Proteome evaluation of homolog abundance patterns in Arachis hypogaea cv. Tifrunner

Plant Methods. 2022 Jan 13;18(1):6. doi: 10.1186/s13007-022-00840-y.


Background: Cultivated peanut (Arachis hypogaea, AABB genome), an allotetraploid from a cross between A. duranensis (AA genome) and A. ipaensis (BB genome), is an important oil and protein crop with released genome and RNA-seq sequence datasets. These datasets provide the molecular foundation for studying gene expression and evolutionary patterns. However, there are no reports on the proteomic data of A. hypogaea cv. Tifrunner, which limits understanding of its gene function and protein level evolution.

Results: This study sequenced the A. hypogaea cv. Tifrunner leaf and root proteome using the tandem mass tag technology. A total of 4803 abundant proteins were identified. The 364 differentially abundant proteins were estimated by comparing protein abundances between leaf and root proteomes. The differentially abundant proteins enriched the photosystem process. The number of biased abundant homeologs between the two sub-genomes A (87 homeologs in leaf and root) and B (69 and 68 homeologs in leaf and root, respectively) was not significantly different. However, homeologous proteins with biased abundances in different sub-genomes enriched different biological processes. In the leaf, homeologs biased to sub-genome A enriched biosynthetic and metabolic process, while homeologs biased to sub-genome B enriched iron ion homeostasis process. In the root, homeologs with biased abundance in sub-genome A enriched inorganic biosynthesis and metabolism process, while homeologs with biased abundance in sub-genome B enriched organic biosynthesis and metabolism process. Purifying selection mainly acted on paralogs and homeologs. The selective pressure values were negatively correlated with paralogous protein abundance. About 77.42% (24/31) homeologous and 80% (48/60) paralogous protein pairs had asymmetric abundance, and several protein pairs had conserved abundances in the leaf and root tissues.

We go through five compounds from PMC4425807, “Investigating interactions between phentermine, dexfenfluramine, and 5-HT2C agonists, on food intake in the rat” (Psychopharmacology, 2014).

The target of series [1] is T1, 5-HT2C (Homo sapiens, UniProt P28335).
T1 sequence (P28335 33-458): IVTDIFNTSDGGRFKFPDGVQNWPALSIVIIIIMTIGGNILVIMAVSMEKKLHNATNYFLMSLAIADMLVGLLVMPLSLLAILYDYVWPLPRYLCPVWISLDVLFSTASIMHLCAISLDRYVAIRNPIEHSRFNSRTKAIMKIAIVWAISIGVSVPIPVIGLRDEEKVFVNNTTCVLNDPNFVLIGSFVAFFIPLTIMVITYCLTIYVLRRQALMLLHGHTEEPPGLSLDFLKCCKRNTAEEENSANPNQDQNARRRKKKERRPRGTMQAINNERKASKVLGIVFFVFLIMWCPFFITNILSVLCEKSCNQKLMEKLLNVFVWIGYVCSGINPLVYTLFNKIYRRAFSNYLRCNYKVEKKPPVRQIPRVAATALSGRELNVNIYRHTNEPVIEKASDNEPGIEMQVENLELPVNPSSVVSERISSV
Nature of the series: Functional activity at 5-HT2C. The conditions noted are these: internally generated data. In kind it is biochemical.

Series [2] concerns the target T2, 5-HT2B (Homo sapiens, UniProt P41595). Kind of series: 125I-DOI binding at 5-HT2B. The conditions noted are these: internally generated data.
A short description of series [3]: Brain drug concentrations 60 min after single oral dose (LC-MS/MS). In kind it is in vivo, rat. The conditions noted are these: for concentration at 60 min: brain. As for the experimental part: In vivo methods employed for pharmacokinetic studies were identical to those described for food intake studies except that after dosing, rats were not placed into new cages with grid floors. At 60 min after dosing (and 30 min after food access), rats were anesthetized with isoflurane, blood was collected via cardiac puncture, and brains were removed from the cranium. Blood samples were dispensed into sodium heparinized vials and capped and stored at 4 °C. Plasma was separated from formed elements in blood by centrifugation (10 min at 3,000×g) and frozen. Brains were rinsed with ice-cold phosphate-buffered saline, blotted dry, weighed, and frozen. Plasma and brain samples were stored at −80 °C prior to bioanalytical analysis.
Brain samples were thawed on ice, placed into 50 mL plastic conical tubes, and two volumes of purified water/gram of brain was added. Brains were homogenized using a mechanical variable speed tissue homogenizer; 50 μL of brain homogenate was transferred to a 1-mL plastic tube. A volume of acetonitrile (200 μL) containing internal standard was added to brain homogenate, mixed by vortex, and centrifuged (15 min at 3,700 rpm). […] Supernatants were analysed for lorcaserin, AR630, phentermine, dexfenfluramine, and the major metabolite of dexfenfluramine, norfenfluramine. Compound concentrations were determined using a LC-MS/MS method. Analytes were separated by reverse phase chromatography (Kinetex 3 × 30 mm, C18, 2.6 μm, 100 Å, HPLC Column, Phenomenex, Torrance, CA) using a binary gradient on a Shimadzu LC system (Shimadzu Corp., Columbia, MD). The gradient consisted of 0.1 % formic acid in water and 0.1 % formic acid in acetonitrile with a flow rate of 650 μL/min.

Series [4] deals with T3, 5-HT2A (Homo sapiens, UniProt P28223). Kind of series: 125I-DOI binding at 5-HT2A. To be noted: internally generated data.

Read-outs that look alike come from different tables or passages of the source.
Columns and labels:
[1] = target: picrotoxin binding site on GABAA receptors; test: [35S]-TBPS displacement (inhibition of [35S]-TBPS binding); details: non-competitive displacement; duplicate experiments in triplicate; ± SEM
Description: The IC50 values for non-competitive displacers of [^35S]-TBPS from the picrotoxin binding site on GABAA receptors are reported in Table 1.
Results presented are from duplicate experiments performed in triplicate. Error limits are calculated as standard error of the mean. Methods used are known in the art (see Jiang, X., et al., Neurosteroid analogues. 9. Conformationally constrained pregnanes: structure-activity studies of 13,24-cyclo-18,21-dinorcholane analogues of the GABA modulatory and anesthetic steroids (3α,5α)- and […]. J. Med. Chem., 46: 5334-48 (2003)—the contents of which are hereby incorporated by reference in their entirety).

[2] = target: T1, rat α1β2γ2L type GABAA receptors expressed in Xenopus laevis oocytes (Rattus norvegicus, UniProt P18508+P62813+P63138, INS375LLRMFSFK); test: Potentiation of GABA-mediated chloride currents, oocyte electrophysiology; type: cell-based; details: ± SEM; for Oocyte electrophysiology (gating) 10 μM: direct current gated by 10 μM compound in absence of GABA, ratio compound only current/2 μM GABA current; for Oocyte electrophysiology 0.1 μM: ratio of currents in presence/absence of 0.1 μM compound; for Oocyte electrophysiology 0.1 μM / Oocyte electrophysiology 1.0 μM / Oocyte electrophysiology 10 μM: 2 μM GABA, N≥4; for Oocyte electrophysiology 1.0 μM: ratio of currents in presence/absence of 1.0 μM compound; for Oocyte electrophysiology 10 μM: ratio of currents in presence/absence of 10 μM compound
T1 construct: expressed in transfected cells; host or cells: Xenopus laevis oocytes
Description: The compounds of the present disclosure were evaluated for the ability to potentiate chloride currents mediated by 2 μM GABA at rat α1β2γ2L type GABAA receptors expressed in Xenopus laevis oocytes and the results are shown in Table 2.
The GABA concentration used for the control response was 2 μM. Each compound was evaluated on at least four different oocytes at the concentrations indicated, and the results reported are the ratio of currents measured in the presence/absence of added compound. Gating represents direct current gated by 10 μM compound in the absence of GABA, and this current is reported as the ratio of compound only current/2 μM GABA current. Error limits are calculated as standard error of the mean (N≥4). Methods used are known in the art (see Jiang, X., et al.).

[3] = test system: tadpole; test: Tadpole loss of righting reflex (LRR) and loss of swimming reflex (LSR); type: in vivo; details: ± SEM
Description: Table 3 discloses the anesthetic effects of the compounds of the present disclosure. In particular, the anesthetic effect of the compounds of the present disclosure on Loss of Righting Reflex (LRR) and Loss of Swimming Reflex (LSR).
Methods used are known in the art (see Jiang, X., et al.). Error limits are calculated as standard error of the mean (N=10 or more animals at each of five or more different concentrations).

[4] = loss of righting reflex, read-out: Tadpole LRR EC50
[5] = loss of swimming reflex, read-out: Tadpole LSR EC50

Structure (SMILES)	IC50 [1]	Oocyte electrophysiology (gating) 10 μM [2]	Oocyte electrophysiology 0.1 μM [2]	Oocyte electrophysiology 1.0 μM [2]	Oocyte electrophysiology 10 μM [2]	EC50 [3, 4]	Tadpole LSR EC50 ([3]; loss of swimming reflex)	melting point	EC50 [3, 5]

Conclusions: This study sequenced the proteome of A. hypogaea cv. Tifrunner using the leaf and root tissues. Differentially abundant proteins were identified, and revealed functions. Paralog abundance divergence and homeolog bias abundance was elucidated. These results indicate that divergent abundance caused retention of homologs in A. hypogaea cv. Tifrunner.

Keywords: Abundance divergence; Homeolog; Paralog; Peanut.